From Leavenworth, Kansas, USA:
My three year old son weighs 72 pounds and is tall for his age. His extreme weight gain started when he was 18 months old and we have been fighting doctors for referrals and appointments all this time. He will have an appointment with a specialist next month.
The doctor he has been seeing said he is insulin resistant, so we changed his diet like we were told to and he still gained 11 pounds in three months. He does not eat much at all, and he is a very active three year old. His first fasting blood sugar was 95 mg/dl [5.3 mmol/L] which they said was mildly elevated. We checked the pediatric ranges, and those numbers appeared to be normal. The doctor suggested we give him Glucophage [metformin] even though he told us before that the youngest person he has on it is 11. The doctor said this medicine would help control his appetite and in turn make him lose weight. I explained to him many times that my son hardly has an appetite if we suppressed it he would never be hungry. They act like my child eats all day long, and I am feeding him boxes of Twinkies, and that is definitely not the case.
Please help me with any suggestions or information you have on this medicine in three year olds since I have not been able to find it. I have not started him on the medicine, and I will not without knowing what harm it could do him.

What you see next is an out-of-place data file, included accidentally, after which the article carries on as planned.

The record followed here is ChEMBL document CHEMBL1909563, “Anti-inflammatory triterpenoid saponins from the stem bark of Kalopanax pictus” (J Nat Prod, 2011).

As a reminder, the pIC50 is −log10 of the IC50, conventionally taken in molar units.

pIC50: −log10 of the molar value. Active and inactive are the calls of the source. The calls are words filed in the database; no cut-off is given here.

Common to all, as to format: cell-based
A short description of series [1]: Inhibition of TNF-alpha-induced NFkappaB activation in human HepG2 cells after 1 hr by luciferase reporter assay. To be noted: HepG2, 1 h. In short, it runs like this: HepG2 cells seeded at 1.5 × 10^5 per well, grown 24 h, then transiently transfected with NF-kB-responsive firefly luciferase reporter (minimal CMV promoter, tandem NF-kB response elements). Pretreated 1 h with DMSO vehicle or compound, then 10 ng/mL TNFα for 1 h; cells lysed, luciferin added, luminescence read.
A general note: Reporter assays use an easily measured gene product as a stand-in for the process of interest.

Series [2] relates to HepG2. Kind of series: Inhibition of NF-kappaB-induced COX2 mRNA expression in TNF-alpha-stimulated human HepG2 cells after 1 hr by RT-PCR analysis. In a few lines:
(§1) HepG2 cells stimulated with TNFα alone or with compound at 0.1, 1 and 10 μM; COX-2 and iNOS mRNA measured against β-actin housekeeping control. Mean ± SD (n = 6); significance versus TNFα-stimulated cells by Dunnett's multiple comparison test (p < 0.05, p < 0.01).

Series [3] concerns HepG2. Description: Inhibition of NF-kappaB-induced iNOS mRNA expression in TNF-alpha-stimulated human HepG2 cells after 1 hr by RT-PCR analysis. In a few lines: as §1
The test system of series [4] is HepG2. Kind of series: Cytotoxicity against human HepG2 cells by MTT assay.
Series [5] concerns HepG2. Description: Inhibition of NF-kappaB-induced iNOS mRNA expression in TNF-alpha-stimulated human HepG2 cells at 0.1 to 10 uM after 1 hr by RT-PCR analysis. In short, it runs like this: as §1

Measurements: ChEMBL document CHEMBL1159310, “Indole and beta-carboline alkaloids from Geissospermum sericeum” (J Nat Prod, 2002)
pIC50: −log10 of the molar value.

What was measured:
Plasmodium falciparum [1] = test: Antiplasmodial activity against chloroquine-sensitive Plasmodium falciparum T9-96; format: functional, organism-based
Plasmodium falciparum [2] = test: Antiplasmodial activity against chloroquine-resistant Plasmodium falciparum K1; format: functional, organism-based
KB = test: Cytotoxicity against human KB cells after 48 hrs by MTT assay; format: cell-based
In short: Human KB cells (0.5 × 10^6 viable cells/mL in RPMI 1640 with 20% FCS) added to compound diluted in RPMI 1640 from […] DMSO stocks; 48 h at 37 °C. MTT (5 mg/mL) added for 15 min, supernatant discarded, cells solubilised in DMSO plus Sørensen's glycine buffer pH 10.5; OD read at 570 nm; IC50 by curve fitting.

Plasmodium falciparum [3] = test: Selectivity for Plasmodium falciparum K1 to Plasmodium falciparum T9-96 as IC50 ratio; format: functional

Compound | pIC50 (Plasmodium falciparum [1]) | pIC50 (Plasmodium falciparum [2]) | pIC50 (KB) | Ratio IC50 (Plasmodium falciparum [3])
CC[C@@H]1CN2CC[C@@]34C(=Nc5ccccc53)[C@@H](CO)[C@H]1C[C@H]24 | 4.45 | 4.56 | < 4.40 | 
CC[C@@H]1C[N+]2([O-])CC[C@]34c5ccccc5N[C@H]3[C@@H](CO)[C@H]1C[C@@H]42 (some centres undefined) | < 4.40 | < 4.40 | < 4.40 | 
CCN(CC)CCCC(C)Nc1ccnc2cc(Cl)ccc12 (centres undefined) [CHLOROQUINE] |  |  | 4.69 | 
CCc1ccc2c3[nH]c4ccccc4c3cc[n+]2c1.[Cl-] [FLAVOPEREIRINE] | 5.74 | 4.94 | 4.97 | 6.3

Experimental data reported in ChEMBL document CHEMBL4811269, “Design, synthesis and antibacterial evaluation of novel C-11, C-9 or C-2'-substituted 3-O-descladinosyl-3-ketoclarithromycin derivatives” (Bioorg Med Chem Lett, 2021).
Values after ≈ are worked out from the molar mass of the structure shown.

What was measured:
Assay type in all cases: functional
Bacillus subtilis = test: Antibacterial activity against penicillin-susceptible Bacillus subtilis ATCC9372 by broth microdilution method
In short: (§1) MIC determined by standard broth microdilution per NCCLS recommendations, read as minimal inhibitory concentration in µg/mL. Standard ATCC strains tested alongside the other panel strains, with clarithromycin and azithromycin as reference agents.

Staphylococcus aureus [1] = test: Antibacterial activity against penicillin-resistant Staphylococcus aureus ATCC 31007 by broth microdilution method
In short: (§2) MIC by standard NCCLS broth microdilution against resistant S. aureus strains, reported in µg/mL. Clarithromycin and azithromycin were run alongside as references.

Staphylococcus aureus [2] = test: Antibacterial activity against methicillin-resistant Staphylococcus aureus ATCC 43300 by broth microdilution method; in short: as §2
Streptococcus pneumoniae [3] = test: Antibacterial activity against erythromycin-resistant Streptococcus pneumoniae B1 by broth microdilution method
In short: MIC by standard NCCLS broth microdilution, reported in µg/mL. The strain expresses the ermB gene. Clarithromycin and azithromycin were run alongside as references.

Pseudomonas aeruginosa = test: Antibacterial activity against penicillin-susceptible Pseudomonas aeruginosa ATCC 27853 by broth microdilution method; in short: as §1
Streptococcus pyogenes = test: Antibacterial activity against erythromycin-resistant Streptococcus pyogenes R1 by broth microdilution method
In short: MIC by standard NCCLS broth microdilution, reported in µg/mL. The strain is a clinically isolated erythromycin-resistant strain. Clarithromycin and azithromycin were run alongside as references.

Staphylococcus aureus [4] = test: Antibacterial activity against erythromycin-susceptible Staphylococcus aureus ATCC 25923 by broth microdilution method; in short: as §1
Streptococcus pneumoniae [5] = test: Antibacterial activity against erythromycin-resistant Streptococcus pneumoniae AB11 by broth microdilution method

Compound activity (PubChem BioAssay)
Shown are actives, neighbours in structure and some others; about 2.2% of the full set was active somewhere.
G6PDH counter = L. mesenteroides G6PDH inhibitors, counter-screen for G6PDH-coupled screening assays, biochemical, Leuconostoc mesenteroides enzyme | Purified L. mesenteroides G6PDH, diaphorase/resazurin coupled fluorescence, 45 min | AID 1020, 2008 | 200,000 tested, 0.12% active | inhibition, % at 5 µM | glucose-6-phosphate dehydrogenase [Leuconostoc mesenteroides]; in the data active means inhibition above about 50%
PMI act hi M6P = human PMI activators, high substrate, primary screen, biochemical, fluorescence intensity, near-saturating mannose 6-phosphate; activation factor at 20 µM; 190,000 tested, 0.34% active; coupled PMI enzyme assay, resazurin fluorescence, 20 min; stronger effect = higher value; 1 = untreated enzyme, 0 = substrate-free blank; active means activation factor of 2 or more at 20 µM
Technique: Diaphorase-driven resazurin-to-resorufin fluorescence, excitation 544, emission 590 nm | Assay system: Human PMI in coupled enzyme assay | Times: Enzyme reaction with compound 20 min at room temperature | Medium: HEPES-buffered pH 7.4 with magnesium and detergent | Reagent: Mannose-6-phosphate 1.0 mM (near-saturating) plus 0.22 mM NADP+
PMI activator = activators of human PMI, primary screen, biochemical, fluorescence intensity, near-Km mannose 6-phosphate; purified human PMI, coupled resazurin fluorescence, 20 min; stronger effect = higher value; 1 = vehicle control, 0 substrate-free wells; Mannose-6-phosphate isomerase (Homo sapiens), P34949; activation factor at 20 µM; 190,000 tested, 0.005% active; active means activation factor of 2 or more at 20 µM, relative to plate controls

Clearly, your three year old son is greatly overweight, and the first fasting blood sugar of 9.5 mmol [171 mg/dl] was not normal although a single estimation in a stressed three year old should be verified. This puts him in the category of Type 2 Diabetes in Children, an increasingly frequent problem which is accompanied by insulin resistance.
I imagine that the doctors who have been looking after him have excluded other rarer possibilities like the Prader-Willi syndrome and Cushing's disease. So, the question of using Glucophage [metformin] is quite pertinent. For some time this drug has been used with insulin to help control type 1 diabetes in children where it seems to be effective in some difficult to control cases, and I know of one three year old who is receiving it without any ill effects. The drug not only reduces the production of glucose from the liver and thus fasting blood sugar, it is also an appetite suppressant so that it would be rational to try it in your son's case. Even if fasting blood sugars are now normal with dieting, the values two hours after a meal may be abnormal, and it would be important to know if the hemoglobin A1c is within normal limits and also whether fasting serum insulin levels are raised.
[Editor's comment: Apparently this family has succeeded in scheduling a referral to a pediatric endocrinology/diabetes program, in which case I'd strongly advise holding off on starting new therapy until the specialists have had a chance to review the workup thus far. WWQ]
Last Updated: Tuesday April 06, 2010 15:09:20
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